If you're curious about self publishing, I'd suggest maybe starting with a novellette or a novella, or maybe even a collection of short stories. Something that is relatively quick and easy to produce, but also something that you could build on, or use as a stepping stone to a novel down the line.

    This way, if you try it, and it's not right for you, then you've not wasted all that time and effort.

    I'm a big fan of self publishing and plan to spend most of this year putting work up. However, I also have projects that I've earmarked for the traditional way. I'm a firm believer that authors should do both. There's no risk in self publishing something these days, and you could build an audience/platform in which to help sway the decision of a publisher for a different project.

    At the end of the day, it comes down to what you want to do. Don't let anyone sway you one way or the other. There is no right way any more, just multiple options.

    Have fun with it and see how you feel :)

  3. Argh! Darn thing ate my original comment. Okay, will try to reconstruct.

    First, excellent topic! It's one I've been tossing around for a while. I've always had this dream of seeing my book in print, from an established publishing house, sitting on a library shelf. So, for the fantasy series I'm working on, that is the route I'm going to try.

    I know many excellent authors who self pub, either have since the beginning, or have done both traditional and self. I have to admit, I have a bias against it that I'm working at getting over. Some part of me still sees it as "less than". Which is wrong, I know. I read excellent self-pubbed works all the time. There is probably just as much crap self-pubbed as there is pushed through tradtional houses. And I probably will try self-pubbing something, control freak that I am. I'm thinking a novella, or getting together an anthology of some sort, and testing the waters.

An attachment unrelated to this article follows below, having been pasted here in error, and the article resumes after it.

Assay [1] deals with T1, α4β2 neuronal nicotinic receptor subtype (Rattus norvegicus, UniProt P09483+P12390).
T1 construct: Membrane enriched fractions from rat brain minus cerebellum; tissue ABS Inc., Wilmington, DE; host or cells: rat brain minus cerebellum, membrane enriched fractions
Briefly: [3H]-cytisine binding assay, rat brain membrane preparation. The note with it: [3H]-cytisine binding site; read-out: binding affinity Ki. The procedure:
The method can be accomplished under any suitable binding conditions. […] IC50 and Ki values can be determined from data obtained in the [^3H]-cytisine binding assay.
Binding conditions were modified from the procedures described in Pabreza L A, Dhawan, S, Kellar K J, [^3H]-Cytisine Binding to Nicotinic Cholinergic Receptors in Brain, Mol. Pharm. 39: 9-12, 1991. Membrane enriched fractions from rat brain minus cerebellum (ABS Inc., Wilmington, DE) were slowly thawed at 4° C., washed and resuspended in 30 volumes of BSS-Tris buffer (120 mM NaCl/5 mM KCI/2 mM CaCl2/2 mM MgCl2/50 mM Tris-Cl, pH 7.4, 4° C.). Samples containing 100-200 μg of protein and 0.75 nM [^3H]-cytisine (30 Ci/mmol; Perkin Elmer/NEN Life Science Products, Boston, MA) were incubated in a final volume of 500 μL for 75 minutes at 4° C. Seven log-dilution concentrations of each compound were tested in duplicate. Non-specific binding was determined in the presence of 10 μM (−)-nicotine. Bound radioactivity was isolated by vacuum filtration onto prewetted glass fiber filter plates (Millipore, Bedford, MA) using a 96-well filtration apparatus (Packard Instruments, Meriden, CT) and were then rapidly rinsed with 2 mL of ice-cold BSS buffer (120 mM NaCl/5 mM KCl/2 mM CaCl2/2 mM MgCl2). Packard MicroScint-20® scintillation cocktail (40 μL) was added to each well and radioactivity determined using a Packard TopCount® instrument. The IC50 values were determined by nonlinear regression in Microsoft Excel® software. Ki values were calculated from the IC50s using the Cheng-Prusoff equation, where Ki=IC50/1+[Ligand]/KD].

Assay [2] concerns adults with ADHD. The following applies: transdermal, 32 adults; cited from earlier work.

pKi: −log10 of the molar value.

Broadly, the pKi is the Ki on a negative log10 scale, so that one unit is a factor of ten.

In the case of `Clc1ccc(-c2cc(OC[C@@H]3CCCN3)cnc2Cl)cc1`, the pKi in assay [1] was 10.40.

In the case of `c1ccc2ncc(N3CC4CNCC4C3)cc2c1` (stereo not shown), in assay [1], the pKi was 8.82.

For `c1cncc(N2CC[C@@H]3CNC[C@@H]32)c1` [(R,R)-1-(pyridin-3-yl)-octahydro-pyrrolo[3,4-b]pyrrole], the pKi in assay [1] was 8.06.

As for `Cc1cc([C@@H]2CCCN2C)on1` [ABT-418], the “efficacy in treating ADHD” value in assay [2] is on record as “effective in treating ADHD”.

In the end, I agree with Colin. You have to do what is right for you, and what fills your needs, and see where it takes you.

  4. Hi Krista, I'm with Colin on this one. With print on demand there's no need to pay anything upfront, and you can buy in editors or illustrators if you need to and funds allow.

    There's also several instances of traditional publishers spotting ebooks and offering traditional deals when the MS's have a proven track record.

  5. I have been published by Simon & Schuster, foreign publishers, small presses, and self-published. I am an advocate for self-publishing.

    I am now working with a top-flight New York literary agent who has stopped even submitting manuscripts to American publishers because she has had so many truly excellent books rejected. Instead she now focuses on finding quality self-published books, selling them to foreign publishers, and negotiating movie rights for them.

    She told me that the traditional American publishing industry is struggling, while the foreign publishing industry is thriving. Could this be because the American publishers are unwilling to think outside the box?

    There are excellent traditionally-published books and there are excellent self-published books. There are dreadful traditionally-published books and there are dreadful self-published books.

    There are superstar traditionally-published authors and there are superstar self-published authors.

    My advice after 20 years in this industry is to write the best book possible and put it out there, build your platform, and keep publishing books and keep marketing them. In the end it's the reader who will decide your success.